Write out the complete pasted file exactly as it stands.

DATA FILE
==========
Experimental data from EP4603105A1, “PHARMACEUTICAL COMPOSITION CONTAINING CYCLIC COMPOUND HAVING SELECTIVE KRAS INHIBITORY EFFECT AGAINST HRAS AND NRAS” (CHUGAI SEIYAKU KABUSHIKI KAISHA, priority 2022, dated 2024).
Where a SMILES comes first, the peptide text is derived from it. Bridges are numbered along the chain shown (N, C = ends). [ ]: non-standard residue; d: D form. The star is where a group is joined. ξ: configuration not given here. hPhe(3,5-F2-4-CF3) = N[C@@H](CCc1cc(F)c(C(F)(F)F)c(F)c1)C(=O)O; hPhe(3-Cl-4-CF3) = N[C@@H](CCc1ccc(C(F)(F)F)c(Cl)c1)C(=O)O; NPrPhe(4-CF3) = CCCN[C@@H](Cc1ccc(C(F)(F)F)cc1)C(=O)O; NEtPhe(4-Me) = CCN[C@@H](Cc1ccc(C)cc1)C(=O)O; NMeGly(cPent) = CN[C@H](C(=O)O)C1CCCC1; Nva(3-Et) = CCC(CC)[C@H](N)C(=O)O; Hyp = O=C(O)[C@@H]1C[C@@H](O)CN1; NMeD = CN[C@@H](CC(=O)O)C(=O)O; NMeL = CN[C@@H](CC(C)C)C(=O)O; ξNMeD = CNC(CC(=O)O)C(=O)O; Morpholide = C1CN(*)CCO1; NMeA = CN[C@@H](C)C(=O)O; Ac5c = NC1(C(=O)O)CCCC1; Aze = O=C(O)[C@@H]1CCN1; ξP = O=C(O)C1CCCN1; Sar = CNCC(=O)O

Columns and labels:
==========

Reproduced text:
Experimental data from EP4603105A1, “PHARMACEUTICAL COMPOSITION CONTAINING CYCLIC COMPOUND HAVING SELECTIVE KRAS INHIBITORY EFFECT AGAINST HRAS AND NRAS” (CHUGAI SEIYAKU KABUSHIKI KAISHA, priority 2022, dated 2024).
Where a SMILES comes first, the peptide text is derived from it. Bridges are numbered along the chain shown (N, C = ends). [ ]: non-standard residue; d: D form. The star is where a group is joined. ξ: configuration not given here. hPhe(3,5-F2-4-CF3) = N[C@@H](CCc1cc(F)c(C(F)(F)F)c(F)c1)C(=O)O; hPhe(3-Cl-4-CF3) = N[C@@H](CCc1ccc(C(F)(F)F)c(Cl)c1)C(=O)O; NPrPhe(4-CF3) = CCCN[C@@H](Cc1ccc(C(F)(F)F)cc1)C(=O)O; NEtPhe(4-Me) = CCN[C@@H](Cc1ccc(C)cc1)C(=O)O; NMeGly(cPent) = CN[C@H](C(=O)O)C1CCCC1; Nva(3-Et) = CCC(CC)[C@H](N)C(=O)O; Hyp = O=C(O)[C@@H]1C[C@@H](O)CN1; NMeD = CN[C@@H](CC(=O)O)C(=O)O; NMeL = CN[C@@H](CC(C)C)C(=O)O; ξNMeD = CNC(CC(=O)O)C(=O)O; Morpholide = C1CN(*)CCO1; NMeA = CN[C@@H](C)C(=O)O; Ac5c = NC1(C(=O)O)CCCC1; Aze = O=C(O)[C@@H]1CCN1; ξP = O=C(O)C1CCCN1; Sar = CNCC(=O)O

Columns and labels: